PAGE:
The presentation demonstrates why SAFe (Scaled Agile Framework) is the most widely adopted agile scaling framework. SAFe’s practices have evolved from Agile practices and methods, Lean product development, systems thinking, and observation of successful enterprises. This presentation introduces the Scaled Agile Framework (SAFe version 4.5), including its core values, principles, and practices, along with a roadmap for implementation.
Resources on Scaling Agile frameworks like the Scaling Agile Framework (SAFe), LESS, Nexus, Disciplined Agile Delivery (DAD), Scrums of Scrums, etc.
Nexus is a framework for scaled Scrum developed by Scrum co-creator Ken Schwaber and Scrum.org community. It addresses the most painful problems of scaled development – dealing with dependencies and building ‘Done’ integrated software every iteration.
This presentation explains to leveraged UX practices, innovation games and design sprints in a the Scaled Agile Framework (SAFe) context to improve the maturation of the business needs and their prioritization to best fit what users want and deliver value in a continuous flow.
Should agile practitioners avoid large corporate clients? Are they just too hard to take on a progressive agile journey? Helping companies that think they are already agile to actually adopt agile is an interesting challenge, for a start, nobody likes to be told that they are doing it wrong. In this video, David Espley shares his experience of helping larger corporate clients to act more like Lean startups, discusses how you wean people off their agile washed legacy processes and let go of some of the big company baggage.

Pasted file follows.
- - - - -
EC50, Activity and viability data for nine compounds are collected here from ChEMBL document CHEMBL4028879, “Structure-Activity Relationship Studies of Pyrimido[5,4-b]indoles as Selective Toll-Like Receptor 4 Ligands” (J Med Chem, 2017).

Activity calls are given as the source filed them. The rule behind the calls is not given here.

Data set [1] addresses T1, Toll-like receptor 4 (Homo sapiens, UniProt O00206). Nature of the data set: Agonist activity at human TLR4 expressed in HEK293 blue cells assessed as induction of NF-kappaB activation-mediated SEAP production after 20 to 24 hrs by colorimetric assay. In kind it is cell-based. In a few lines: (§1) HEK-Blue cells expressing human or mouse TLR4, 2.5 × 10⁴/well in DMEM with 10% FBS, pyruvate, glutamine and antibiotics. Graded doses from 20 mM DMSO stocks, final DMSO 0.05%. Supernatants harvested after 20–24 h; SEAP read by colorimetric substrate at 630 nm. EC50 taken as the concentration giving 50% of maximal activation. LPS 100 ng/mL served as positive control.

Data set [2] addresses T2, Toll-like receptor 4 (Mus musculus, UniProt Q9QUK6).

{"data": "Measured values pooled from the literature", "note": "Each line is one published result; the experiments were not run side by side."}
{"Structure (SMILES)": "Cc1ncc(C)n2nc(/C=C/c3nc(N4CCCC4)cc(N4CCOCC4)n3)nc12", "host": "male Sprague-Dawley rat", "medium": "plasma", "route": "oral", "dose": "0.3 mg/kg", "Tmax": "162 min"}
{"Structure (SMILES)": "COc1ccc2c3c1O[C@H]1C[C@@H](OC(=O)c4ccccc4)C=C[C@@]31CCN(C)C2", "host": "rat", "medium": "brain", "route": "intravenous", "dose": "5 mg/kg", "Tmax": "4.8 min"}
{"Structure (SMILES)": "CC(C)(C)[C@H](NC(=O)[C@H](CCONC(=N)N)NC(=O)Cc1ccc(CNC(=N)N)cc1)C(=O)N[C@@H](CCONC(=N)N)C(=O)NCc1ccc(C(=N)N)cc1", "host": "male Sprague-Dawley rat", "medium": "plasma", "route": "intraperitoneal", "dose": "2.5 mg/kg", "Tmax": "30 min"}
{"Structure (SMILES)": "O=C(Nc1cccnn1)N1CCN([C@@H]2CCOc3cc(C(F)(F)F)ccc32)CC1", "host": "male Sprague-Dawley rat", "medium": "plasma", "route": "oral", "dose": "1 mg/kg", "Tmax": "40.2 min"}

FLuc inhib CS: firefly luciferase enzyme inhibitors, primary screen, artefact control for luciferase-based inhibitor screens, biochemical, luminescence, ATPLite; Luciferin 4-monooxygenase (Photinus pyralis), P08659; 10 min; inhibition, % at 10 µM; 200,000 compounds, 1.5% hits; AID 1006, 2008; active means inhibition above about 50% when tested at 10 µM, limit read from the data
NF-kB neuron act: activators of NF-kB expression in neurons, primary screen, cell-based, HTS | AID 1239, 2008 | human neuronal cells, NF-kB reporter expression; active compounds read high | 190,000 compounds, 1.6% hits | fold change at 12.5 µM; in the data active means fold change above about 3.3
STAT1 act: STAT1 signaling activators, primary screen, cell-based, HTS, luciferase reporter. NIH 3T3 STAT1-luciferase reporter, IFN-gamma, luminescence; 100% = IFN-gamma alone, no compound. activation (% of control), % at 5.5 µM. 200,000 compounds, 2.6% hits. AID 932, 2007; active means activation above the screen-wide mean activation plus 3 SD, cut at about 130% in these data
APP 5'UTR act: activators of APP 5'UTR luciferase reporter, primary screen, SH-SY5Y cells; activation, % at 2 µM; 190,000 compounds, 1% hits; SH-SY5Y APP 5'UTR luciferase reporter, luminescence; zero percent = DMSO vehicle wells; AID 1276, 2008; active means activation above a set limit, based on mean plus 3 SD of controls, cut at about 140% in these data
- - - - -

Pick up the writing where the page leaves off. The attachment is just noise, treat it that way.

Learn how to succeed with large scale Agile. Implementing Agile in small, short lived projects is easy. The real challenge comes when the project becomes long-running, and it gets even harder when spanning into multiple large projects. Add the challenge of distribution of resources and different cultures and it becomes almost impossible.
Lear how to use the Theory of Constraints to scale Agile and Scrum development teams. The Theory of Constraints is a methodology for identifying the most important limiting factor (i.e. constraint) that stands in the way of achieving a goal and then systematically improving that constraint until it is no longer the limiting factor. While implementing Scrum and shortening Time To Market in large financial institution we were slowed down because of obstacles in planning and analysis. I came with the idea to use Theory of Constraints which helped us to calculate real TTM and gave us hints how to release faster and cheaper. Now they’re ready to change direction anytime and do releases more often. This presentation is suitable for people in organizations trying to lower workload of releases. Video producer: http://swanseacon.co.uk/
Developing large software systems automatically generate some technical dependency issues. If this is often managed by software architects in traditional projects, how do you communicate this technical dependencies when you are organized using an Agile approach? This is the topic discussed in the paper written by a Swedish research group.